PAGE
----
During González's tenure, Díaz gathered a large following that restored him to office in 1884. Mexican positivism, embodied in the slogan "order and progress," was the backbone of the modernization scheme supported by the científicos , intellectual followers of Barreda. Led by José Ives Limantour, who served as adviser to Díaz, the científicos developed a plan for economic recovery that was to be carried out through the next twenty-seven years of the Porfiriato.
Diaz's strategy of export-oriented growth led to Mexico's rapid integration into the world economy. The modernization program was based on exploitation of the country's natural resources, using cheap domestic labor and foreign capital and technology for export production.
Foreign capital fueled dynamic growth, and an expanding rail network promoted export agriculture, manufacturing, and mining. Agriculture and livestock export products expanded to include cattle and cattle hides, coffee, cotton, henequen, sugar, vanilla, and chicle. Railroads allowed the exploitation of new land in the north for cotton cultivation and enabled Mexico to double its cotton production between 1887 and 1910.
The Díaz regime encouraged manufacturing through export incentives, high protective tariffs on foreign manufactured products, low transportation costs, and abolition of the transactions tax on business. The number of industrial enterprises--most of them heavily backed by United States, French, German, and British investors--grew rapidly, and the volume of manufactured goods doubled between 1877 and 1910.
The railroads also contributed to the revival of mining because they provided the only feasible means of transporting huge amounts of ore. Legal reforms in 1884 lowered taxes on mining and allowed foreign ownership of subsoil resources, spurring a large increase in United States and European investment in Mexican mines.
Ironically, Mexico's economic success during the Porfiriato had negative social consequences. Although the economy grew at an average annual rate of 2.6 percent, real income per capita had recovered only to pre-1821 levels by 1911. After 1900 unemployment increased as mechanization displaced artisans faster than unskilled workers were absorbed into new productive enterprises. Additionally, real and financial assets were increasingly concentrated in the hands of a few local and foreign investors.
The rural peasantry bore most of the cost of modernization. Government seizure of private and communal land increased the landless rural population and led to further concentration of land ownership. Taking advantage of an 1883 land law intended to encourage foreign investment, by 1888 land companies had obtained possession of more than 27.5 million hectares of rural land. By 1894 these companies controlled one-fifth of Mexico's total territory. By 1910 most villages had lost their ejidos (communal land holdings--see Glossary), a few hundred wealthy families held some 54.3 million hectares of the country's most productive land, and more than half of all rural Mexicans worked on these families' huge haciendas.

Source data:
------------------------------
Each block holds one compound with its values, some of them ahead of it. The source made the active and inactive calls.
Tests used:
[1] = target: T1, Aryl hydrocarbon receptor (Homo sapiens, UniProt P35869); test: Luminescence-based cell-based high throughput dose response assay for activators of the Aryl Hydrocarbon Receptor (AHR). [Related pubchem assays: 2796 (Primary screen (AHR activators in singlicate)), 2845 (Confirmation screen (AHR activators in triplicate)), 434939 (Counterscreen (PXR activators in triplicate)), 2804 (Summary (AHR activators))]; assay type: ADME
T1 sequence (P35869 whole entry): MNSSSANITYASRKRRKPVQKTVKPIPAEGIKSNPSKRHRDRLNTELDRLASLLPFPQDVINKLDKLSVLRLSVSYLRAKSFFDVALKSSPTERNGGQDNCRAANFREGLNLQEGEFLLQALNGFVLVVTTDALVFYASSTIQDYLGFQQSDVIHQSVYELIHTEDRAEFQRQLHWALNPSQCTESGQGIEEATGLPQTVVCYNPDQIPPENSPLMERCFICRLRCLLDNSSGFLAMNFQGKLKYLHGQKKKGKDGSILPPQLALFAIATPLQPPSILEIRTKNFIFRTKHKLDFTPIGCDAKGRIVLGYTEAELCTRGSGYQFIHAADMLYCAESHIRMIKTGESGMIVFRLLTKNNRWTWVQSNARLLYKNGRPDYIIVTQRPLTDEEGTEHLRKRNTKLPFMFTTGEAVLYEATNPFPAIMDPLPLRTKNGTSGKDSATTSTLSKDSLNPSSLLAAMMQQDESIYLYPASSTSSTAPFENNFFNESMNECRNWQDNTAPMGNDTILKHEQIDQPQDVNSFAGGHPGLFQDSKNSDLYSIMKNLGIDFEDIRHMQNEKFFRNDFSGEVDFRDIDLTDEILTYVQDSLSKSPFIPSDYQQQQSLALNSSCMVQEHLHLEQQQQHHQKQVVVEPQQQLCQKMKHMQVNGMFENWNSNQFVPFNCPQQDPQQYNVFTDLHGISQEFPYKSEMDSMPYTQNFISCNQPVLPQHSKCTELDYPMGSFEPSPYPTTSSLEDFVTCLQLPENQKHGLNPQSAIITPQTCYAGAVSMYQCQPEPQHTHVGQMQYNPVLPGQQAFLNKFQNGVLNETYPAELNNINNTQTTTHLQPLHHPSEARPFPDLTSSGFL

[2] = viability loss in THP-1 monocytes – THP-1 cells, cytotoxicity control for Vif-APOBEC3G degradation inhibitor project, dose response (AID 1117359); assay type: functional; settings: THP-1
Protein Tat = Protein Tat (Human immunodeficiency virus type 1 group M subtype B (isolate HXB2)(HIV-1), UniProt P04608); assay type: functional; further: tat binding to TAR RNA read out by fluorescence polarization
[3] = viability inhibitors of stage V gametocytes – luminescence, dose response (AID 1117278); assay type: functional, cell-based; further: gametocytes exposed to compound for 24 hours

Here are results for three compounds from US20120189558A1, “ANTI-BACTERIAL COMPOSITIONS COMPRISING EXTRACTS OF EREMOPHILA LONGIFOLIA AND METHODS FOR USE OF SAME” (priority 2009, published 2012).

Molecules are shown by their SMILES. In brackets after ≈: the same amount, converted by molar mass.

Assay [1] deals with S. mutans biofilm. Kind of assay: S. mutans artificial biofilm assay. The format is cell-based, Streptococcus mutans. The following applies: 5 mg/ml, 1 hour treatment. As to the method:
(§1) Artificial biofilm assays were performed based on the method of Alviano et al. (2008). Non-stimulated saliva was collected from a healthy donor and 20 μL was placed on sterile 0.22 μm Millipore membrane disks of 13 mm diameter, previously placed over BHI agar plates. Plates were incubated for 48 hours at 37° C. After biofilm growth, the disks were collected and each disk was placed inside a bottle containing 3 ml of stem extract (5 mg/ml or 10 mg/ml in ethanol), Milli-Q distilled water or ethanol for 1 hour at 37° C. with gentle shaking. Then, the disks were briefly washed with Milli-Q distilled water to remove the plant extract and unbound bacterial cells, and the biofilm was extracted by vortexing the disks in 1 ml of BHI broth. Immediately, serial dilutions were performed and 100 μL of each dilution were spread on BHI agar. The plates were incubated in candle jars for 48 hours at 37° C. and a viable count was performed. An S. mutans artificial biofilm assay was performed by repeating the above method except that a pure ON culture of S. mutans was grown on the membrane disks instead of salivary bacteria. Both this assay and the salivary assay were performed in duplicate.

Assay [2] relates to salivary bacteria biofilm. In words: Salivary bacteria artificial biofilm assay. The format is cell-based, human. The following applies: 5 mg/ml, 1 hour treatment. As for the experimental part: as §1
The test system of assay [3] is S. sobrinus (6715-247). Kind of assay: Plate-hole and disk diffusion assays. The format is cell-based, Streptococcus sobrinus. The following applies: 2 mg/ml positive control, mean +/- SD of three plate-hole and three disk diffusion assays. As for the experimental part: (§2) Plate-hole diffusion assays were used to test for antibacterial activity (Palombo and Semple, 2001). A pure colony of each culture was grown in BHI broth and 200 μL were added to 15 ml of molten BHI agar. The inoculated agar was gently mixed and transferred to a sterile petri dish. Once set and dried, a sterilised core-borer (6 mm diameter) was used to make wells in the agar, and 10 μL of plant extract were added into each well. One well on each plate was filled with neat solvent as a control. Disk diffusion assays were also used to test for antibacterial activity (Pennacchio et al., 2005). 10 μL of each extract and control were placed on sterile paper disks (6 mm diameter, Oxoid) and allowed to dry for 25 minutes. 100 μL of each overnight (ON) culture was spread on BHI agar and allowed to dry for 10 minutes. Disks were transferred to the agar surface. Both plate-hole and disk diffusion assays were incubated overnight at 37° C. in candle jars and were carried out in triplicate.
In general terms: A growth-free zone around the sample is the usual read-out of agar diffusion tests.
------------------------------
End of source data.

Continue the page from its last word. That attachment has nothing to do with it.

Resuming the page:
The modernization program was also brought about at the expense of personal and political freedom. Díaz made certain that "order" was maintained at all costs for the sake of "progress." Force was used whenever necessary to neutralize opponents of the regime. Freedom of the press was nonexistent. The army and the rurales became the forces of repression for the maintenance of the Porfirian peace during the Porfiriato. Mock elections were held at all levels of government, while Díaz appointed his loyal friends as political bosses. Despite the modernization, Mexico remained a predominantly poor and rural country, and class stratification became entrenched.
The wealth that flowed into urban areas during the Porfiriato fostered the growth of an urban middle class of white-collar workers, artisans, and entrepreneurs. The middle class had little use for anything Mexican, but instead identified strongly with the European manners and tastes adopted by the urban upper class. The emulation of Europe was especially evident in the arts and in architecture, to the detriment of indigenous forms of cultural expression. The identification of the urban middle class with the European values promoted by Díaz further aggravated the schism between urban and rural Mexico.